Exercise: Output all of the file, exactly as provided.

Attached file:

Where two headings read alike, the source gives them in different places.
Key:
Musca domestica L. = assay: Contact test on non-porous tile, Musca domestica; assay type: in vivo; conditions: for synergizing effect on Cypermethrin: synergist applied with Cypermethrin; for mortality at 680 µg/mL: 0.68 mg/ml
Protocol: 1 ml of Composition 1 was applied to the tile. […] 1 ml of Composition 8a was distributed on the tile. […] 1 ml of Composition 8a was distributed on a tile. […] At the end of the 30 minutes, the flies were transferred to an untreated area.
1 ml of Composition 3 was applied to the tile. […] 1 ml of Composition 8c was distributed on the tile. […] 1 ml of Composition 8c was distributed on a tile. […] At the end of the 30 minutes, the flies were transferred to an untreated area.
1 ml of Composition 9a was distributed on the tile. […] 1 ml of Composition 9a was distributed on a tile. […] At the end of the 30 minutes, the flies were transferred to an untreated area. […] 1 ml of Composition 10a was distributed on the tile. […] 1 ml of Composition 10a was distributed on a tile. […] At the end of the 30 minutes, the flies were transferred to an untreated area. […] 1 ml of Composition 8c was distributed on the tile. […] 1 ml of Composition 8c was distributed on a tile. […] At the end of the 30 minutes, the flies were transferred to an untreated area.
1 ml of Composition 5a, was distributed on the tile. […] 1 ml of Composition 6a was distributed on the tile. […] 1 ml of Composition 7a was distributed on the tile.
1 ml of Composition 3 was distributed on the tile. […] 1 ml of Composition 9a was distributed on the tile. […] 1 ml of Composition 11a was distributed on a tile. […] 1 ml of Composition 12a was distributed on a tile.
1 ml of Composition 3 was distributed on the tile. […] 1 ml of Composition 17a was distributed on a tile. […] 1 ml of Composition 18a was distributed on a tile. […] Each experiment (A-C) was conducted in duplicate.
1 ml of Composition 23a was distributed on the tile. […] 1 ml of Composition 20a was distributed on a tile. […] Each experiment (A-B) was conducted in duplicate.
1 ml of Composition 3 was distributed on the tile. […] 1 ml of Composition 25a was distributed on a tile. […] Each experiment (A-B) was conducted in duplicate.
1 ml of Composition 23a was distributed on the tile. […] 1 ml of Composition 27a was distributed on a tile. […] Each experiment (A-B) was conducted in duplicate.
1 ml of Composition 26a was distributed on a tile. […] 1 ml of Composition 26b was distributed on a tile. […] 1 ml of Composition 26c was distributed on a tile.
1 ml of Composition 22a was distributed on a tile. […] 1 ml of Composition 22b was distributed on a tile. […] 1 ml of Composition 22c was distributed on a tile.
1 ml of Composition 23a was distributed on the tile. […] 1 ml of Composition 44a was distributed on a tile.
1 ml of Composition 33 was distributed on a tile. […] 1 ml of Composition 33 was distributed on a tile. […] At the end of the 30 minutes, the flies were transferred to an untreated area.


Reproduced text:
Where two headings read alike, the source gives them in different places.
Key:
Musca domestica L. = assay: Contact test on non-porous tile, Musca domestica; assay type: in vivo; conditions: for synergizing effect on Cypermethrin: synergist applied with Cypermethrin; for mortality at 680 µg/mL: 0.68 mg/ml
Protocol: 1 ml of Composition 1 was applied to the tile. […] 1 ml of Composition 8a was distributed on the tile. […] 1 ml of Composition 8a was distributed on a tile. […] At the end of the 30 minutes, the flies were transferred to an untreated area.
1 ml of Composition 3 was applied to the tile. […] 1 ml of Composition 8c was distributed on the tile. […] 1 ml of Composition 8c was distributed on a tile. […] At the end of the 30 minutes, the flies were transferred to an untreated area.
1 ml of Composition 9a was distributed on the tile. […] 1 ml of Composition 9a was distributed on a tile. […] At the end of the 30 minutes, the flies were transferred to an untreated area. […] 1 ml of Composition 10a was distributed on the tile. […] 1 ml of Composition 10a was distributed on a tile. […] At the end of the 30 minutes, the flies were transferred to an untreated area. […] 1 ml of Composition 8c was distributed on the tile. […] 1 ml of Composition 8c was distributed on a tile. […] At the end of the 30 minutes, the flies were transferred to an untreated area.
1 ml of Composition 5a, was distributed on the tile. […] 1 ml of Composition 6a was distributed on the tile. […] 1 ml of Composition 7a was distributed on the tile.
1 ml of Composition 3 was distributed on the tile. […] 1 ml of Composition 9a was distributed on the tile. […] 1 ml of Composition 11a was distributed on a tile. […] 1 ml of Composition 12a was distributed on a tile.
1 ml of Composition 3 was distributed on the tile. […] 1 ml of Composition 17a was distributed on a tile. […] 1 ml of Composition 18a was distributed on a tile. […] Each experiment (A-C) was conducted in duplicate.
1 ml of Composition 23a was distributed on the tile. […] 1 ml of Composition 20a was distributed on a tile. […] Each experiment (A-B) was conducted in duplicate.
1 ml of Composition 3 was distributed on the tile. […] 1 ml of Composition 25a was distributed on a tile. […] Each experiment (A-B) was conducted in duplicate.
1 ml of Composition 23a was distributed on the tile. […] 1 ml of Composition 27a was distributed on a tile. […] Each experiment (A-B) was conducted in duplicate.
1 ml of Composition 26a was distributed on a tile. […] 1 ml of Composition 26b was distributed on a tile. […] 1 ml of Composition 26c was distributed on a tile.
1 ml of Composition 22a was distributed on a tile. […] 1 ml of Composition 22b was distributed on a tile. […] 1 ml of Composition 22c was distributed on a tile.
1 ml of Composition 23a was distributed on the tile. […] 1 ml of Composition 44a was distributed on a tile.
1 ml of Composition 33 was distributed on a tile. […] 1 ml of Composition 33 was distributed on a tile. […] At the end of the 30 minutes, the flies were transferred to an untreated area.